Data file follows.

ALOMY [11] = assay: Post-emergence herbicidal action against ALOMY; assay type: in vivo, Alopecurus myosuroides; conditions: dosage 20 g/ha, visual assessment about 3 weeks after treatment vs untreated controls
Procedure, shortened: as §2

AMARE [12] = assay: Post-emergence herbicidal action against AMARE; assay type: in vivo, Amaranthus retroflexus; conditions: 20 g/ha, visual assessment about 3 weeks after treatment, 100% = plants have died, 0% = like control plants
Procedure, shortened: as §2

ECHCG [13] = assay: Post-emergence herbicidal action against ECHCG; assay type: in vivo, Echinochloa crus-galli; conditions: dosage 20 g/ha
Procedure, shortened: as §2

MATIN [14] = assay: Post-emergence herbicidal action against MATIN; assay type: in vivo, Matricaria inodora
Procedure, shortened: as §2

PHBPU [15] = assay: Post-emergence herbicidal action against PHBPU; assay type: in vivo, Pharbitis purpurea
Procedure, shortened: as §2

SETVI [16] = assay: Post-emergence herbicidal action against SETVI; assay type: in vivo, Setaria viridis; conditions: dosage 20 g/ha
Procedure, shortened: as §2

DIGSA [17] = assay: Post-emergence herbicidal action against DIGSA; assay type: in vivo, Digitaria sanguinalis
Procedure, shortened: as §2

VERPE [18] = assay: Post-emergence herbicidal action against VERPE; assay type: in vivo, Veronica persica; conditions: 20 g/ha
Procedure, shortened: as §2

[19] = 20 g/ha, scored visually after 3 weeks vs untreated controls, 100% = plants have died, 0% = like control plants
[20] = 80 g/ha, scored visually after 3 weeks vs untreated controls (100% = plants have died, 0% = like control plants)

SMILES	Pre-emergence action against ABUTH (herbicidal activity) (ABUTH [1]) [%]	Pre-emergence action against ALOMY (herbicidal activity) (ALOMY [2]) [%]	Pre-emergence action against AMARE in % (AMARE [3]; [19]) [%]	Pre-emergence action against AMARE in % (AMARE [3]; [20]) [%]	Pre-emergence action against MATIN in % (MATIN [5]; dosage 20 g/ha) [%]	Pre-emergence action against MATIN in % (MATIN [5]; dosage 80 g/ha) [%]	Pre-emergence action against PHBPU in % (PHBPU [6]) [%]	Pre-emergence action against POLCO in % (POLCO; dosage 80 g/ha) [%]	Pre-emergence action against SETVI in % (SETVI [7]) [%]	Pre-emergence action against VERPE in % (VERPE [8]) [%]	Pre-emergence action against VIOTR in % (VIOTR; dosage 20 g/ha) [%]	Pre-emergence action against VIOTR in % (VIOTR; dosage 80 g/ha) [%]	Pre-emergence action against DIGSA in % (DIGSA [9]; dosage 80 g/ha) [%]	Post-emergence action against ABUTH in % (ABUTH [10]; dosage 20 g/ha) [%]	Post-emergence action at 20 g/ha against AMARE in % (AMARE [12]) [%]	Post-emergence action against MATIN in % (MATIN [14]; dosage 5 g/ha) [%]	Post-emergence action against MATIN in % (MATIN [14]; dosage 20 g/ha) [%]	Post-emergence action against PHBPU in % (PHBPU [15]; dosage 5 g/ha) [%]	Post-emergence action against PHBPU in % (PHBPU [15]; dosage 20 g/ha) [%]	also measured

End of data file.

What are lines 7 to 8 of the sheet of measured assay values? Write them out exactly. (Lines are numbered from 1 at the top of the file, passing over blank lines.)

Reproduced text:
MATIN [14] = assay: Post-emergence herbicidal action against MATIN; assay type: in vivo, Matricaria inodora
Procedure, shortened: as §2